This disease is appalling. I fear my patients, my colleagues, my family and my health. Don’t stop trying to ‘smooth the curve’.
I am ICU physician in Honolulu, Hawaii, and my wife is apulaisvaltion epidemiologist. She cares for public health and I do clinical medicine. Needless to say, he hasn’t had a day off in the last six weeks. But now the coronavirus has entered the intensive care unit.
The transition from controlling the disease to treating the infected one by one is opening the eyes and breaking the heart. What do you do when there are far more sick patients than you can treat?
This pandemic is like no other one of us has ever experienced. On a personal level, I only need to limit the use of masks to one – all day. In the past, I would have used the mask only on certain patients and would have changed it every time I went to the new patient room, just to be careful. Similarly, if I wear a face shield, I must wipe it down and reuse as much as possible.
When treating COVID-19 patients, I move to the hospital scrubs upon my arrival at the hospital. Before I leave, I change these scrubs, shower and wipe my glass, phone, shoes, stethoscope and work bag wipes in the hope that I will not accidentally bring home the disease and expose my children (4 years and 4 years) 6 who would probably be okay) or my wife’s parents (who are over 70 and certainly would not).
The risks that keep us awake at night
Everyone in the front line is afraid of coughing when they are fearing; and whenever we feel a little scratched throat or sneeze, we think, “Is this? Have I finally got this? Have I distributed it to my patients or other health professionals or my family? Does that mean I have to stay home for the next two weeks when I need it most? “
This angst keeps me (and many others) at night.
We fear the disease itself, both for ourselves and our loved ones. I have taken care of hundreds of patients suffering from respiratory difficulties, such as we see COVID-19. If patients are conscious, they may feel drowned and force them to breathe with minimal air. This almost always involves inducing coma and sometimes using medication to chemically paralyze. They demand a breathing tube that is painful and uncomfortable and stops them from speaking.
At COVID-19, we have found that patients’ stomach turning is particularly effective, so once or twice a day a group of nurses, respiratory therapists and doctors find ways to turn these coma patients back and forth. We feed patients through oral or nasal tubes and infuse drugs to optimize the support of all organs of the patient’s body.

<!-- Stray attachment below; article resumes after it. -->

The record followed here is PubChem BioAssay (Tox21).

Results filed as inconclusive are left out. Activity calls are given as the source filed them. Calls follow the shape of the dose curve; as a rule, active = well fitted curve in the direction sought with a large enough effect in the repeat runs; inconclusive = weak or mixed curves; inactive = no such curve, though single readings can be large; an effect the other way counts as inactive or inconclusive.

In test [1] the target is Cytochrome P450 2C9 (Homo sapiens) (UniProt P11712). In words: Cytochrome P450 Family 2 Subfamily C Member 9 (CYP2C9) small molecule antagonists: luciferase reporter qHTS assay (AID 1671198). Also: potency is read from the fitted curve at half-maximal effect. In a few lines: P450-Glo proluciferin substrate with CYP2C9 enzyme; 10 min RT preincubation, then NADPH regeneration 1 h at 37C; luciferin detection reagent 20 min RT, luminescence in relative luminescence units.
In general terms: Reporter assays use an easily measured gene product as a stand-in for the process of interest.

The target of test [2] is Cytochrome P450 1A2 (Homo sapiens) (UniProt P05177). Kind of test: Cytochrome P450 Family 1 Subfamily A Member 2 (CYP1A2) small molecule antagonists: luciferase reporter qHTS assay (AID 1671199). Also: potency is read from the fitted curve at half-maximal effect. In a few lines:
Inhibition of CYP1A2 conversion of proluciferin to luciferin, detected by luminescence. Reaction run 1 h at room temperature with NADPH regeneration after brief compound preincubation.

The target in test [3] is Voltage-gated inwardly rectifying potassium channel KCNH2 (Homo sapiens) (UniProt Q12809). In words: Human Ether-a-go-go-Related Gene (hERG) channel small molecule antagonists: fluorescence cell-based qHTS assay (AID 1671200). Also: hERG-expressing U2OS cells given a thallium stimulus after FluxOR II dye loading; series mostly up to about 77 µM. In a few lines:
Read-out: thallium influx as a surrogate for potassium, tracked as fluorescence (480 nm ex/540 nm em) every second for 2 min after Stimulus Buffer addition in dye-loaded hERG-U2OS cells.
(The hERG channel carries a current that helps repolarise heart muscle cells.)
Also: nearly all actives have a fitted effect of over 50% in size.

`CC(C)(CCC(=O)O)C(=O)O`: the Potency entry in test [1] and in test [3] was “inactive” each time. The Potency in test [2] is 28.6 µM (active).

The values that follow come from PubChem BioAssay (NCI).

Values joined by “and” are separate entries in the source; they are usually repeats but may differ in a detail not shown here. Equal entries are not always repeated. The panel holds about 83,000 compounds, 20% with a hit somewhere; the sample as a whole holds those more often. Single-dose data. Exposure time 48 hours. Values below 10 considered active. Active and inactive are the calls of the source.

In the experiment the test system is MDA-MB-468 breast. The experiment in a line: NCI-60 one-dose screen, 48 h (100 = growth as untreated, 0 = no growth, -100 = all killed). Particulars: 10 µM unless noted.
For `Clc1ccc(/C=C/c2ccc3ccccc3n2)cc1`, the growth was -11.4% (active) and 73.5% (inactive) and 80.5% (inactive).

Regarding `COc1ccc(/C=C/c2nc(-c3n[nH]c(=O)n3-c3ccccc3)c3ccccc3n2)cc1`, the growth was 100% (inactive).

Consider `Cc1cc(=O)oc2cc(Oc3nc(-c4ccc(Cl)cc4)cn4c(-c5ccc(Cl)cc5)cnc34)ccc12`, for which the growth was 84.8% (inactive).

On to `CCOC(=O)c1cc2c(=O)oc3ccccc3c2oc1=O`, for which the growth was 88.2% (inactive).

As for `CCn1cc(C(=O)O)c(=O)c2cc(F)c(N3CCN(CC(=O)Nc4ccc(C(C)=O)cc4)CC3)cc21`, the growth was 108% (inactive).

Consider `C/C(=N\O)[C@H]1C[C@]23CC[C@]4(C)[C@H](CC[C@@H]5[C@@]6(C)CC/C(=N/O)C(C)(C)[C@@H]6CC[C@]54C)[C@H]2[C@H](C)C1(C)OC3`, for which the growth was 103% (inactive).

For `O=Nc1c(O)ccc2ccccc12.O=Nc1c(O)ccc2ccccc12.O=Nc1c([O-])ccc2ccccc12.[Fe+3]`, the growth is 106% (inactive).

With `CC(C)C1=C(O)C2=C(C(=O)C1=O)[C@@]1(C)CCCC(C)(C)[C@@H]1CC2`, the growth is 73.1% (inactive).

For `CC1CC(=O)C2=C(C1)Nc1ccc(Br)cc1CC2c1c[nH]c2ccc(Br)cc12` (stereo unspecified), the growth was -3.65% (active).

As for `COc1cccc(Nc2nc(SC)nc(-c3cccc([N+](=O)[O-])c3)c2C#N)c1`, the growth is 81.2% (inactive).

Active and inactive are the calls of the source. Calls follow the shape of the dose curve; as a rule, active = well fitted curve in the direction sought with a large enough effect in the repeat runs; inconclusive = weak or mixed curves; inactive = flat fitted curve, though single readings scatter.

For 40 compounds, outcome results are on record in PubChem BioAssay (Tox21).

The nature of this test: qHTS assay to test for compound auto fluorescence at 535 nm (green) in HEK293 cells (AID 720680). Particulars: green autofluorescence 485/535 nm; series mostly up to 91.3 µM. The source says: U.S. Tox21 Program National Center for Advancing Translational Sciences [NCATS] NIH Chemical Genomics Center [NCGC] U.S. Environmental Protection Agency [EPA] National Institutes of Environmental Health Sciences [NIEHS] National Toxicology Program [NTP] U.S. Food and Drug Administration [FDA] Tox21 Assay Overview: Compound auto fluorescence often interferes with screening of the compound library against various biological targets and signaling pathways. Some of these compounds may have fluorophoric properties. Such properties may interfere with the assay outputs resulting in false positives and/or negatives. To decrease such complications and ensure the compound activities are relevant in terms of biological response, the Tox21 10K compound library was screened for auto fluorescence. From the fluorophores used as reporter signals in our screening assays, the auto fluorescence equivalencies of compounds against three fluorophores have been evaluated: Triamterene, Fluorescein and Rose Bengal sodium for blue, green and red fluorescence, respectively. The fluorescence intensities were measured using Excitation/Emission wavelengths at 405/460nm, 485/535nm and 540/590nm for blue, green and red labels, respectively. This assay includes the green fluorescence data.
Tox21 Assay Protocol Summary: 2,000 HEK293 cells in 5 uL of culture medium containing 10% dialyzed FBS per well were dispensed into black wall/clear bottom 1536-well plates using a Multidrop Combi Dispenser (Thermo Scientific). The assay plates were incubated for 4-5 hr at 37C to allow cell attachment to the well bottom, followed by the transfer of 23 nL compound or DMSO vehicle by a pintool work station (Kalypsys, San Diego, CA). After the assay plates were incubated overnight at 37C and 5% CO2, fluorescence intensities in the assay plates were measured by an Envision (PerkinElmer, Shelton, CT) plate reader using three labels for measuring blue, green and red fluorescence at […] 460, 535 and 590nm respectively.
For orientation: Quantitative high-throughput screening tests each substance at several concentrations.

It is an honor to treat critically ill patients, but it is also appalling. What if we make a mistake that costs someone their lives or causes irreparable damage? Can we prevent them from dying, and at what point do we recognize that, despite our best efforts, we are losing the battle? Marking the skill of caring for these patients means that we have a responsibility to do our best, but also to realize that our best may not be good enough. This can be difficult to swallow the pill.
We are also concerned about how we will cope with the wave of critically ill COVID-19 patients we are expecting. According to one model, the number of patients expected to be ill exceeds the number of hospital beds in Hawaii between April 20 and May 10. This would have devastating consequences.
Hospitals must ensure that they have adequate personal protective equipment to ensure the safety of staff; according to most accounts we have about two weeks worth of supplies. In addition, we can clear the entire supply of respiratory equipment in Hawaii, and many of them are unlikely to arrive in several weeks.
Preparing for Limited Resources
Hospitals are also considering the role of every healthcare provider. This means that outpatient first aid nurses can be recruited to work in the hospital, and physicians who usually treat non-critically ill hospital patients (nurses) are needed in the ICU.
Intensivists (like myself) are usually heavily involved in all aspects of ICU COVID patient care, including performing procedures, managing respiratory equipment, and talking to families. However, every hospital has a limited number of ICU doctors, and it is simply impossible to be one of them in each bed all the time. Ironically, I may have the least contact with patients, as the responsibility is leading dozens of critically ill nurses.
Finally, hospitals need to develop protocols to rationalize their limited resources. If there are 10 patients who need a ventilator at a time and there are only five ventilators available, there must be a sensible process to literally decide who lives and who dies. I can assure you, no doctor will ever want to face this decision, but we may have no choice.
Perhaps the worst part of preparing for the next few weeks is simply that this is a brand new illness. We have extensive experience in treating patients with acute respiratory failure, but COVID-19 seems to have a number of unique features: It is more serious, lasts longer, is unpredictable, can affect the heart, and most importantly, not a cure.
The virus is still spreading and my wife is still working seven days a week. But now it’s my turn to be shocked. I’m scared of my patients, my colleagues, my family and for my physical and mental health. Do not relax in your efforts to “smooth the curve”. They give us the best chance of treating every sick person.
Philip A. Verhoef is a physician and associate professor of intensive care at the John A. Burns School of Medicine, Honolulu, University of Hawaii. Follow her on Twitter: @DrPhilipVerhoef